I’d like to expand on this when I have some time. It occurred to me in the shower this morning that the border between country music I do not take seriously and country music I do isn’t the line between new and old. It isn’t even the line between what gets played on today’s country stations and what doesn’t, though that’s a pretty good proxy. The border separates the music that feeds on and perpetuates culture war nonsense from everything else.
Most Americans (and I’d wager that this is true for most pop country listeners, too) don’t use their pickup trucks (if they have pickup trucks) in any sort of agricultural enterprise. More broadly, most of us have only a passing acquaintance with the down-home rural America in which most pop country songs are set. But pop country draws on a set of stereotypes to bolster an “us”/”them” mythology in which “our” supposed weaknesses (like xenophobia, or lack of education) are portrayed as strengths (rugged independence or whatever the opposite of “book smarts” is supposed to be). “They” are pansy-ass big-city “intellectuals” who are (either purposefully or misguidedly) trying to undermine “our” way of life. “We” are real Americans.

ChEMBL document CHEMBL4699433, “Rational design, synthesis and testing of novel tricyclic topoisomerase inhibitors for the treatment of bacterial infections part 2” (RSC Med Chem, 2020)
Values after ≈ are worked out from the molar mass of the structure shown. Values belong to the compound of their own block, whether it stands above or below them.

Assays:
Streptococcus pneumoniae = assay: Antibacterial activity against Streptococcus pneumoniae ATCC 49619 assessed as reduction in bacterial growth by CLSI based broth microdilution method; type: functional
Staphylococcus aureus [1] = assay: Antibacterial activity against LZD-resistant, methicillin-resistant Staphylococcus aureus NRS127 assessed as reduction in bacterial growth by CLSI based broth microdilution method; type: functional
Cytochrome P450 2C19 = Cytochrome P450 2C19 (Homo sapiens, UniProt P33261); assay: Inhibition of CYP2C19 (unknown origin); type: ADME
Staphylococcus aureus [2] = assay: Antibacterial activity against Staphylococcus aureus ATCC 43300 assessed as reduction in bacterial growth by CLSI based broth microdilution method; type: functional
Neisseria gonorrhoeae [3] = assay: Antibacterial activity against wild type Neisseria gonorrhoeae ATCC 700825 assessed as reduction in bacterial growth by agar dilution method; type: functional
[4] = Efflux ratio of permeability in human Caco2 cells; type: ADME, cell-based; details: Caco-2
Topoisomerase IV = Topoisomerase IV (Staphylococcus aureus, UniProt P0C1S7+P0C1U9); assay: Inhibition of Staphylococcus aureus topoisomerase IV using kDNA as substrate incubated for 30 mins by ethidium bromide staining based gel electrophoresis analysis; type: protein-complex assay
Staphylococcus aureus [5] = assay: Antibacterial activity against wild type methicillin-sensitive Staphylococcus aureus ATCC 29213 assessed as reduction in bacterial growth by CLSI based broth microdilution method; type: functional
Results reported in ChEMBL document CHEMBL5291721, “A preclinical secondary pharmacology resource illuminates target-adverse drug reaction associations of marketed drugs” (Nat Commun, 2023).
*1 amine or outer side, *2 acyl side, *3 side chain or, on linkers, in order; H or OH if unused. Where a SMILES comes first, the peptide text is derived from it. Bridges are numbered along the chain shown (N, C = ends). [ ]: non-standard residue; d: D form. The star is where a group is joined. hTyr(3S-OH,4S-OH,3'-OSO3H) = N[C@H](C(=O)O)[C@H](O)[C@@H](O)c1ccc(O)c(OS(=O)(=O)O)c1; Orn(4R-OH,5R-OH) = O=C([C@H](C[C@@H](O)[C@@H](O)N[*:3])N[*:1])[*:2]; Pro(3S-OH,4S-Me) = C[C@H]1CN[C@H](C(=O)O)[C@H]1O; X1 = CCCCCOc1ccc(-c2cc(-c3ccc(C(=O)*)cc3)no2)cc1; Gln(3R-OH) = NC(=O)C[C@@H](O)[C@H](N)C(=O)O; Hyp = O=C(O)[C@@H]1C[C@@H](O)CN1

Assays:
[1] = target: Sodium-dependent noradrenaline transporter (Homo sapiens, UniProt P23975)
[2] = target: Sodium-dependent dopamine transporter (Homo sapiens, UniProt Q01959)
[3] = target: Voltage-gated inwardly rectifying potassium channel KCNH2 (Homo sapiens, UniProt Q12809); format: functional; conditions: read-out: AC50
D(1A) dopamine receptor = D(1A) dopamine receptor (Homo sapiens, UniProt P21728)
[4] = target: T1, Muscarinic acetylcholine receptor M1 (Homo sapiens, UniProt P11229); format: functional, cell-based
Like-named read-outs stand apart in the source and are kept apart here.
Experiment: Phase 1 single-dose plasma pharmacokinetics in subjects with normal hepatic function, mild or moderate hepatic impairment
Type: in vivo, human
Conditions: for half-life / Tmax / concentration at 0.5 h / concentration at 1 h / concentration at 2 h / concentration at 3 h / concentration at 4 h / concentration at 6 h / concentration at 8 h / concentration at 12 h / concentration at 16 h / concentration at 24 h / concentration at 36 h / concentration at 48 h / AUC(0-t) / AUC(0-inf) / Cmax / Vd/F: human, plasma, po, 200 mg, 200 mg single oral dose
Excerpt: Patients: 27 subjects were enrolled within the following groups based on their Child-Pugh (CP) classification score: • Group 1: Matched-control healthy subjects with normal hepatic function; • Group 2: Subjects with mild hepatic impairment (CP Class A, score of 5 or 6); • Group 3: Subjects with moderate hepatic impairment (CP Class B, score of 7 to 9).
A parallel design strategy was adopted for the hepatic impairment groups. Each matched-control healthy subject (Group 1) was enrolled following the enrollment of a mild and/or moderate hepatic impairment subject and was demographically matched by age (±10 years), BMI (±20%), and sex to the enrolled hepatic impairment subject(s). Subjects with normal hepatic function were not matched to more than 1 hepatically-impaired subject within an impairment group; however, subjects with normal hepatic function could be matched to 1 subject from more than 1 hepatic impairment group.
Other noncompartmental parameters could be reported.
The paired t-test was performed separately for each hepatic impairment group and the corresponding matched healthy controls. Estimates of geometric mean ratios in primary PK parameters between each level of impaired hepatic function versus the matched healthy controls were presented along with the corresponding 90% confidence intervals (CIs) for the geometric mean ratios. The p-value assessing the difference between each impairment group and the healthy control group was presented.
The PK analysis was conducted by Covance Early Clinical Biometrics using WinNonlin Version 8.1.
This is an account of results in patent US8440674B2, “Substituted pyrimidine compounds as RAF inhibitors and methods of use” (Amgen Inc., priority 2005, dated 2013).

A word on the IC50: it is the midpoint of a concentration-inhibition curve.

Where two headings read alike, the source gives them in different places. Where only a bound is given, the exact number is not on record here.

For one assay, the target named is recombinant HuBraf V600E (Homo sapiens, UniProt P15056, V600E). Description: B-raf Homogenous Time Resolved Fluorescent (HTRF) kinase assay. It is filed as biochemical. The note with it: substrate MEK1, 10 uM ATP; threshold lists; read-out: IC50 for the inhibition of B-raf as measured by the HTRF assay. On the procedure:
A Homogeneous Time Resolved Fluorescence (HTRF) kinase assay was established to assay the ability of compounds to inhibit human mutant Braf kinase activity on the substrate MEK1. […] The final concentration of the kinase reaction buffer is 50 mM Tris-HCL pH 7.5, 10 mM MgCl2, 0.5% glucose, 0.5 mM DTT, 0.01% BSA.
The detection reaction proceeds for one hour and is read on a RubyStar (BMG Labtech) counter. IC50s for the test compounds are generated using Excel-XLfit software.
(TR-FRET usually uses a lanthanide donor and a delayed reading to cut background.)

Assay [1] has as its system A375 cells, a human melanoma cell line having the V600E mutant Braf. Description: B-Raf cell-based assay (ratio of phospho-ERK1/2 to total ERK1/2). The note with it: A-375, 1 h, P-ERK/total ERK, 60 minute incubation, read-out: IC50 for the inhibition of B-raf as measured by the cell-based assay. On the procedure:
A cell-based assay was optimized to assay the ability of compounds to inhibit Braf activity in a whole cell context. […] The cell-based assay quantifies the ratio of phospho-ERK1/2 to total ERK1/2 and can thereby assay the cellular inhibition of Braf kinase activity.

This is the same nonsense (euphemistically, “cultural conservatism”) that the political right has been exploiting since Goldwater to keep uncomfortable conversations about, for example, Vietnam, the environment and social equality from rising above the level of apple pie and hippie-bashing (and the political right has fully cornered the apple pie and hippie-bashing market).
So this is what I have a problem with. In much the same way that many popular rappers augment their images with a façade of hard-worn street morality in order to take advantage of an existing narrative about street life (and, in turn, perpetuate that narrative), pop country players fuel and feed on culture war tropes. Nothing shocking there, but it’s interesting, and a bit of a revelation to me.